Recent studies show about one fifth of Caucasians are genetically susceptible to Type 1 diabetes, but only about 10 percent of this group actually will progress to the stage of clinical disease. The reasons some cases become full blown and others remain latent are only beginning to be understood, but it’s clear that the process can be activated and accelerated by a range of environmental factors.
According to the American Diabetes Association, medical researcher Mikael Knip observed that “progression to clinical diabetes requires the combination of genetic disease susceptibility, a critically timed trigger, and high subsequent exposure to a driving antigen.” Usually this process already has taken place in early childhood, which is why Type 1 often is referred to as “juvenile diabetes.” Although early onset is more common, some cases don’t emerge until later in life.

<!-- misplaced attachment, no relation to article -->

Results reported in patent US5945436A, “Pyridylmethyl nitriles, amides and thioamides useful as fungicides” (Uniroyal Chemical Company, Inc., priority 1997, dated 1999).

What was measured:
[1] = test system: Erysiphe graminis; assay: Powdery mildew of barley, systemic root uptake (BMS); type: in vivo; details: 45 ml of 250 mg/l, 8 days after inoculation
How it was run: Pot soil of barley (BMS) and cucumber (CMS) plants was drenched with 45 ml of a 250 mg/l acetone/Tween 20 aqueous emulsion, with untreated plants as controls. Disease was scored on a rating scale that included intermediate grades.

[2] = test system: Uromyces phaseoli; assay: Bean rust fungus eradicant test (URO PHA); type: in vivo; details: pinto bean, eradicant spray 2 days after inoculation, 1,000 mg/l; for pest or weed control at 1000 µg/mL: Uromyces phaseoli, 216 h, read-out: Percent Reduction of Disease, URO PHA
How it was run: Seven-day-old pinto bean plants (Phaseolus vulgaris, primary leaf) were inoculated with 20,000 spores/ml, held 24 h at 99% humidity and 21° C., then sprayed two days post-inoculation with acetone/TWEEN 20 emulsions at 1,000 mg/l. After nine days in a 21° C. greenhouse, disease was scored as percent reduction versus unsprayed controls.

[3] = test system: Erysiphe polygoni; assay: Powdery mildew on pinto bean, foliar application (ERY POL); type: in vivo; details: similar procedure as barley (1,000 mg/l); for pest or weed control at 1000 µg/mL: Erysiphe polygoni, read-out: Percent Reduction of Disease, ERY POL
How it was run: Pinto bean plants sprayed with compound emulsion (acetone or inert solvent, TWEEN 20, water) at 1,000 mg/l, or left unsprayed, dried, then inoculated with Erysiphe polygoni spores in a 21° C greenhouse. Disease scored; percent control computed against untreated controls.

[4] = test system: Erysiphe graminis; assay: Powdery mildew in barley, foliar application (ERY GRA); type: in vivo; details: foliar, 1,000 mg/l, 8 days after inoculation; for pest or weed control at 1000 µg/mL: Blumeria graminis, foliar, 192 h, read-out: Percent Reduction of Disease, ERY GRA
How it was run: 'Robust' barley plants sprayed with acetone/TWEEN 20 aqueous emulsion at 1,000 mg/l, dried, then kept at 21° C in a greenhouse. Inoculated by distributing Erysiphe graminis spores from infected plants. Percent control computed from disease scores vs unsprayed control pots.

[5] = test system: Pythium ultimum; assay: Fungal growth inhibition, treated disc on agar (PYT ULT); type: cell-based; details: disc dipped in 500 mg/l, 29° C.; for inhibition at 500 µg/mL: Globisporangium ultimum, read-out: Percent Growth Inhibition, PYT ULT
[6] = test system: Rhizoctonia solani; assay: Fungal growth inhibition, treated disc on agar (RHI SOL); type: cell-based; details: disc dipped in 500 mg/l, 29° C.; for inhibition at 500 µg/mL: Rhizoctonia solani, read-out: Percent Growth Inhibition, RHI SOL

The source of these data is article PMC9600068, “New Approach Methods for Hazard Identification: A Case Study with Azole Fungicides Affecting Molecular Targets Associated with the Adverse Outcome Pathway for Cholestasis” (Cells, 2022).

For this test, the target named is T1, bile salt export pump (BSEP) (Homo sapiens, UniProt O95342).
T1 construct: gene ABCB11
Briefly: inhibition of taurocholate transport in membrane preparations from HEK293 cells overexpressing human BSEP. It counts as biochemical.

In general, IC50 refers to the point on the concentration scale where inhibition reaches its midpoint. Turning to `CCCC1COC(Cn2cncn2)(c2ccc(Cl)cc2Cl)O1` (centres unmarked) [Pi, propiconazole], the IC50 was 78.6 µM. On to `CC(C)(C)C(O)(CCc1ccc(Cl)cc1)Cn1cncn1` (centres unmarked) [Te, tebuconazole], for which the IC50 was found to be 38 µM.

For those who remain undiagnosed into adulthood, prolonged travel to a foreign region or moving from a low-incidence to a high-incidence region can increase the likelihood of the disease to emerge. Exposure to a new range of novel viruses and/or bacteria, combined with extreme physical stress, can cause the body’s natural immune response to “misfire” in a way that selectively attacks its own insulin-producing pancreatic cells.
Although exposure to some new antigens is largely unavoidable during travel, it’s important to employ the common sense precautions of any international traveler to developing countries:
• Ensure consistent water purification (through boiling or purification tablets)
• Observe food preparation methods (no raw salads, only visibly well cooked foods)
• Avoid unpasteurized dairy products
• Use mosquito-repellent clothing or topical solutions (both day and night).
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